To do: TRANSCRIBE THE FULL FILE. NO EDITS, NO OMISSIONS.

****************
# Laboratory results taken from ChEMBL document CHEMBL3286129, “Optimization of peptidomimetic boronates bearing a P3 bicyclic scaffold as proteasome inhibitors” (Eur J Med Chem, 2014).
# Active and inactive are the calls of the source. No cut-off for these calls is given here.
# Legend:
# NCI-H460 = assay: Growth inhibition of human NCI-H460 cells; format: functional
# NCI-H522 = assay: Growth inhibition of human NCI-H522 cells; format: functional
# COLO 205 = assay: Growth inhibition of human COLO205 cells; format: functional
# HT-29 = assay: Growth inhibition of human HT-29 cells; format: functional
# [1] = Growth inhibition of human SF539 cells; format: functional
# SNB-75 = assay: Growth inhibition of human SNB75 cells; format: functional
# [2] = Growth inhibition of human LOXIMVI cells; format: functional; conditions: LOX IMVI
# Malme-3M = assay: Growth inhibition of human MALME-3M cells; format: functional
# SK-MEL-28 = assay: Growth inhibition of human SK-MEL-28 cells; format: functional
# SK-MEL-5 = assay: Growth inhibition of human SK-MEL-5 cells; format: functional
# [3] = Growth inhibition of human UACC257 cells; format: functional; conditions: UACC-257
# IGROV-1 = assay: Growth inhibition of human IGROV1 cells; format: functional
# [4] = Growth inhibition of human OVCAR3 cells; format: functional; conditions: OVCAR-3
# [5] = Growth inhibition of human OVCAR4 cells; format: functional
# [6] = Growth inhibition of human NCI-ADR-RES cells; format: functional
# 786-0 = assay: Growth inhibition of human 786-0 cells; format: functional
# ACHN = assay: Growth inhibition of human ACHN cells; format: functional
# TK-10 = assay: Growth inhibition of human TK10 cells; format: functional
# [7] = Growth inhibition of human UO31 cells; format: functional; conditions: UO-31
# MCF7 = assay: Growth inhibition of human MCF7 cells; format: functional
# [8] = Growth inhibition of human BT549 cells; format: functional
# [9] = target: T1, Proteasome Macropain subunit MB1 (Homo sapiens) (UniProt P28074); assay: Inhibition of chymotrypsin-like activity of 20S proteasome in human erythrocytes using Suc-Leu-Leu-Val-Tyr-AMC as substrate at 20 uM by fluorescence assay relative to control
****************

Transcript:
# Laboratory results taken from ChEMBL document CHEMBL3286129, “Optimization of peptidomimetic boronates bearing a P3 bicyclic scaffold as proteasome inhibitors” (Eur J Med Chem, 2014).
# Active and inactive are the calls of the source. No cut-off for these calls is given here.
# Legend:
# NCI-H460 = assay: Growth inhibition of human NCI-H460 cells; format: functional
# NCI-H522 = assay: Growth inhibition of human NCI-H522 cells; format: functional
# COLO 205 = assay: Growth inhibition of human COLO205 cells; format: functional
# HT-29 = assay: Growth inhibition of human HT-29 cells; format: functional
# [1] = Growth inhibition of human SF539 cells; format: functional
# SNB-75 = assay: Growth inhibition of human SNB75 cells; format: functional
# [2] = Growth inhibition of human LOXIMVI cells; format: functional; conditions: LOX IMVI
# Malme-3M = assay: Growth inhibition of human MALME-3M cells; format: functional
# SK-MEL-28 = assay: Growth inhibition of human SK-MEL-28 cells; format: functional
# SK-MEL-5 = assay: Growth inhibition of human SK-MEL-5 cells; format: functional
# [3] = Growth inhibition of human UACC257 cells; format: functional; conditions: UACC-257
# IGROV-1 = assay: Growth inhibition of human IGROV1 cells; format: functional
# [4] = Growth inhibition of human OVCAR3 cells; format: functional; conditions: OVCAR-3
# [5] = Growth inhibition of human OVCAR4 cells; format: functional
# [6] = Growth inhibition of human NCI-ADR-RES cells; format: functional
# 786-0 = assay: Growth inhibition of human 786-0 cells; format: functional
# ACHN = assay: Growth inhibition of human ACHN cells; format: functional
# TK-10 = assay: Growth inhibition of human TK10 cells; format: functional
# [7] = Growth inhibition of human UO31 cells; format: functional; conditions: UO-31
# MCF7 = assay: Growth inhibition of human MCF7 cells; format: functional
# [8] = Growth inhibition of human BT549 cells; format: functional
# [9] = target: T1, Proteasome Macropain subunit MB1 (Homo sapiens) (UniProt P28074); assay: Inhibition of chymotrypsin-like activity of 20S proteasome in human erythrocytes using Suc-Leu-Leu-Val-Tyr-AMC as substrate at 20 uM by fluorescence assay relative to control